A 40-year journey from frontline nurse to Chief Executive
It’s 1981, Malcolm Fraser is Prime Minister, petrol costs 34 cents a litre and a young Queensland nurse named Debbie Carroll starts a nursing career that would develop in ways not even she could have predicted.
Flash forward to 2020, and Queensland Health and the Wide Bay Hospital and Health Board are pleased to announce the appointment of Ms Carroll as the regional health service’s new Chief Executive.
“What an honour. I’ve been acting in this role since late last year now and to be appointed permanently is truly a career highlight,” Ms Carroll said.
“I look forward to continuing to helping our great staff deliver the excellent standard of health care our region expects and deserves.”
Ms Carroll completed her general nurse training in 1981 at Mackay Base Hospital before embarking on a combination of long-term study and work, coinciding with a rise through the ranks in hospital administration.
“I’ve seen health care from a few different perspectives over the years and I’ve tried to use that experience to make the right decisions, that are always patient and staffed focused, in a range of roles throughout my career,” she said.
Member for Maryborough Bruce Saunders congratulated Ms Carroll on her appointment to the role.
“Congratulations to Ms Carroll on being Wide Bay HHS’s newest Chief Executive. I’m looking forward to working with her to deliver world-class health care across the region,” Mr Saunders said.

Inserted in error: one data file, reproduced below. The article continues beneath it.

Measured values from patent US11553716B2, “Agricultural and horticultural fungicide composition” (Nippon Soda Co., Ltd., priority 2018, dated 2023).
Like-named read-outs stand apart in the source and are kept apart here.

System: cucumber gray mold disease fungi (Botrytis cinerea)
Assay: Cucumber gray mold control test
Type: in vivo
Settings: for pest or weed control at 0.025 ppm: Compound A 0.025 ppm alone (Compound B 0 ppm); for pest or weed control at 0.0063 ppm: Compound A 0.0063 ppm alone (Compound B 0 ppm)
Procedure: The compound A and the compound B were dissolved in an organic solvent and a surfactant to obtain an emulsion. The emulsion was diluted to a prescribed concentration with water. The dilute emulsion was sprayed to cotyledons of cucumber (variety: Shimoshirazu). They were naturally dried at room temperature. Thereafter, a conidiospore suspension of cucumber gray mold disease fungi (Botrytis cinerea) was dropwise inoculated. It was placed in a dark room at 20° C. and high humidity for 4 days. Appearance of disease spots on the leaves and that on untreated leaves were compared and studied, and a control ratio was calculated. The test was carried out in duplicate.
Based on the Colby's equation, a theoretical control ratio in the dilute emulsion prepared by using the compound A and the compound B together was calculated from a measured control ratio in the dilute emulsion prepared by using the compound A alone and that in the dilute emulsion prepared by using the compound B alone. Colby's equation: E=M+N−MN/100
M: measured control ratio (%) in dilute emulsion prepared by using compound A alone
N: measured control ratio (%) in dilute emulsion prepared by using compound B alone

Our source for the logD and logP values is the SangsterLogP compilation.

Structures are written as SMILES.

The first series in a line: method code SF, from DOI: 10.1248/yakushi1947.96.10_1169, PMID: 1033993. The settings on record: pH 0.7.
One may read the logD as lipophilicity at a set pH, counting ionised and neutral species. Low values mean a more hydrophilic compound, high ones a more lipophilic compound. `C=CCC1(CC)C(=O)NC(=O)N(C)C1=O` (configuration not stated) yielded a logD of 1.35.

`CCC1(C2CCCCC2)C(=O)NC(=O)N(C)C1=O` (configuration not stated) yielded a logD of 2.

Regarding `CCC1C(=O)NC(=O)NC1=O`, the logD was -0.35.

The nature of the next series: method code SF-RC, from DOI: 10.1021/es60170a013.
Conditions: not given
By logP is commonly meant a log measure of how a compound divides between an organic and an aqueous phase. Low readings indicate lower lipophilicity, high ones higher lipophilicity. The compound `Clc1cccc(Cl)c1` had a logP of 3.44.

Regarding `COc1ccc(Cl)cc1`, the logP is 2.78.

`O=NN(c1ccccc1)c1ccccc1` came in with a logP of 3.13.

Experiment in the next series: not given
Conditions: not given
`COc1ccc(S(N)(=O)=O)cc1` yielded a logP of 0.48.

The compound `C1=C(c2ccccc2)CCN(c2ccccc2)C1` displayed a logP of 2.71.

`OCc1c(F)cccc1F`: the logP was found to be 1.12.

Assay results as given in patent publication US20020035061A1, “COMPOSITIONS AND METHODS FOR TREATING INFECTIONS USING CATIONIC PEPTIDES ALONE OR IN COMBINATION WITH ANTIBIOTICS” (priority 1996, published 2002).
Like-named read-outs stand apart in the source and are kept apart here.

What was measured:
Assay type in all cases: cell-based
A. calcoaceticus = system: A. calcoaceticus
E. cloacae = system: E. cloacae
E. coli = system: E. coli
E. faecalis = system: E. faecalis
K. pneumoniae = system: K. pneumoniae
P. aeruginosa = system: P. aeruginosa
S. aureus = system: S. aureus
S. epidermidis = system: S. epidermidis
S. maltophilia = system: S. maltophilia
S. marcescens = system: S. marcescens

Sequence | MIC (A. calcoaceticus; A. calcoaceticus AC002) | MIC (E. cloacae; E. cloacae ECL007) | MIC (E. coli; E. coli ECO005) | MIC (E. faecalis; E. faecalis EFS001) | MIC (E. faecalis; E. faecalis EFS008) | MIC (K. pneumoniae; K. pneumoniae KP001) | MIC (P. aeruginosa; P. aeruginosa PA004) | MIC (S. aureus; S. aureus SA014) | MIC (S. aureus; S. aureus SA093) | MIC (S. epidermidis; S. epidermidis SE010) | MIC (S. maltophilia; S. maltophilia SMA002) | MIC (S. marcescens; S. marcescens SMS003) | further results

“The first order of business is to continue the great work our region’s been doing containing the spread of coronavirus. We have no active cases in Wide Bay, which is a testament to the hard work of our frontline health workers.
“We’ve done a great job so far and I know that Ms Carroll will continue that great work.”
Wide Bay Hospital and Health Service Board Chair Peta Jamieson said Ms Carroll possessed a valuable combination of clinical, administrative and executive experience that really resonated with staff and patients.
“Someone who has seen hospital life from both sides of the fence and has a values-based leadership style is a rare asset,” Ms Jamieson said.
“It’s operators such as Debbie Carroll who really help us balance the needs of patients and clinicians, and deliver modern models of care.”
Ms Carroll joined WBHHS in 2006 as Executive Director of Nursing and Midwifery Services. She was appointed Chief Operating Officer in 2014, a role that was renamed Executive Director of Acute Hospital and Community Services in 2018, with oversight of a wide range of services and infrastructure planning.
“We have some amazing infrastructure projects under way, and on the horizon,” Ms Jamieson said.
“The Queensland Government has invested heavily in our region and I know Debbie, as our new CE, will make sure we deliver on that investment.”
Ms Jamieson also highlighted the significant role Ms Carroll had played during the current Coronavirus (COVID-19) outbreak.
“With Debbie’s extensive disaster management experience, and the support of our amazing clinicians, nurses and support staff, our team has done its utmost to keep us all safe and I couldn’t be more proud of what they have done for our community,” she said.
Ms Carroll said the recent Coronavirus (COVID-19) outbreak was a good example of how agile health services needed to be to accommodate modern and complex medical issues.
“Health really is about addressing the needs and challenges of growing communities and emerging healthcare issues,” she said.
“I’m keen to lead and deliver, and I look forward to engaging further with our staff and our community at all levels.”